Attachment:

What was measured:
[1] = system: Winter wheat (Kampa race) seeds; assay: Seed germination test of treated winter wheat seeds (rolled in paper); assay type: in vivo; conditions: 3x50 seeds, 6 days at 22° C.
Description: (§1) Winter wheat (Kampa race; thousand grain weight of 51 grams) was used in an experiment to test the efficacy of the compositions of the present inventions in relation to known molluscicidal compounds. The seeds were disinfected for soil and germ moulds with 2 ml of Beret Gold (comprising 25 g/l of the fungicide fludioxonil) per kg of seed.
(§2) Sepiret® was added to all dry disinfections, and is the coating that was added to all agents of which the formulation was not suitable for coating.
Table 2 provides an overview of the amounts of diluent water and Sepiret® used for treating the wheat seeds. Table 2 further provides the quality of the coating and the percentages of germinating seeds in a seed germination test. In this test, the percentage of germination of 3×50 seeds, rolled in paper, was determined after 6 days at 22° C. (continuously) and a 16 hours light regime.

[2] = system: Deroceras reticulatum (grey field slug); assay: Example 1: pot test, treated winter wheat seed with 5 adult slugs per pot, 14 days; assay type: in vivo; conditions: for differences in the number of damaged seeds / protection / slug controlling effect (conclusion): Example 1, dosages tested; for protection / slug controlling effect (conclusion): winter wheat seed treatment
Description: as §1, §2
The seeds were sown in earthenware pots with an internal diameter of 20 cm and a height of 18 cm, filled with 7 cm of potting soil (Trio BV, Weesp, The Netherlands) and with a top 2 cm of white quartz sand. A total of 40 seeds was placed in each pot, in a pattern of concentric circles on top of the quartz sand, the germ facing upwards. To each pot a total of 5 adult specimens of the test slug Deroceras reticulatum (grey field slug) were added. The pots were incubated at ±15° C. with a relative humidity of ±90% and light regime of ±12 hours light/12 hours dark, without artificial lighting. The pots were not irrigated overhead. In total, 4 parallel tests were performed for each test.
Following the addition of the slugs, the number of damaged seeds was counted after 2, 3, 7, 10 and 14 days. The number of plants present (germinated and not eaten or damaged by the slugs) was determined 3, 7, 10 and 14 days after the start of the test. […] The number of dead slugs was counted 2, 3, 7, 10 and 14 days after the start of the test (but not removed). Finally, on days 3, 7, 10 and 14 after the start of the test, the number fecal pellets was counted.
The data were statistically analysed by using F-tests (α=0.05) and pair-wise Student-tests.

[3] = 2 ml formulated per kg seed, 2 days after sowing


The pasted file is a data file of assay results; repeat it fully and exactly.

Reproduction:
What was measured:
[1] = system: Winter wheat (Kampa race) seeds; assay: Seed germination test of treated winter wheat seeds (rolled in paper); assay type: in vivo; conditions: 3x50 seeds, 6 days at 22° C.
Description: (§1) Winter wheat (Kampa race; thousand grain weight of 51 grams) was used in an experiment to test the efficacy of the compositions of the present inventions in relation to known molluscicidal compounds. The seeds were disinfected for soil and germ moulds with 2 ml of Beret Gold (comprising 25 g/l of the fungicide fludioxonil) per kg of seed.
(§2) Sepiret® was added to all dry disinfections, and is the coating that was added to all agents of which the formulation was not suitable for coating.
Table 2 provides an overview of the amounts of diluent water and Sepiret® used for treating the wheat seeds. Table 2 further provides the quality of the coating and the percentages of germinating seeds in a seed germination test. In this test, the percentage of germination of 3×50 seeds, rolled in paper, was determined after 6 days at 22° C. (continuously) and a 16 hours light regime.

[2] = system: Deroceras reticulatum (grey field slug); assay: Example 1: pot test, treated winter wheat seed with 5 adult slugs per pot, 14 days; assay type: in vivo; conditions: for differences in the number of damaged seeds / protection / slug controlling effect (conclusion): Example 1, dosages tested; for protection / slug controlling effect (conclusion): winter wheat seed treatment
Description: as §1, §2
The seeds were sown in earthenware pots with an internal diameter of 20 cm and a height of 18 cm, filled with 7 cm of potting soil (Trio BV, Weesp, The Netherlands) and with a top 2 cm of white quartz sand. A total of 40 seeds was placed in each pot, in a pattern of concentric circles on top of the quartz sand, the germ facing upwards. To each pot a total of 5 adult specimens of the test slug Deroceras reticulatum (grey field slug) were added. The pots were incubated at ±15° C. with a relative humidity of ±90% and light regime of ±12 hours light/12 hours dark, without artificial lighting. The pots were not irrigated overhead. In total, 4 parallel tests were performed for each test.
Following the addition of the slugs, the number of damaged seeds was counted after 2, 3, 7, 10 and 14 days. The number of plants present (germinated and not eaten or damaged by the slugs) was determined 3, 7, 10 and 14 days after the start of the test. […] The number of dead slugs was counted 2, 3, 7, 10 and 14 days after the start of the test (but not removed). Finally, on days 3, 7, 10 and 14 after the start of the test, the number fecal pellets was counted.
The data were statistically analysed by using F-tests (α=0.05) and pair-wise Student-tests.

[3] = 2 ml formulated per kg seed, 2 days after sowing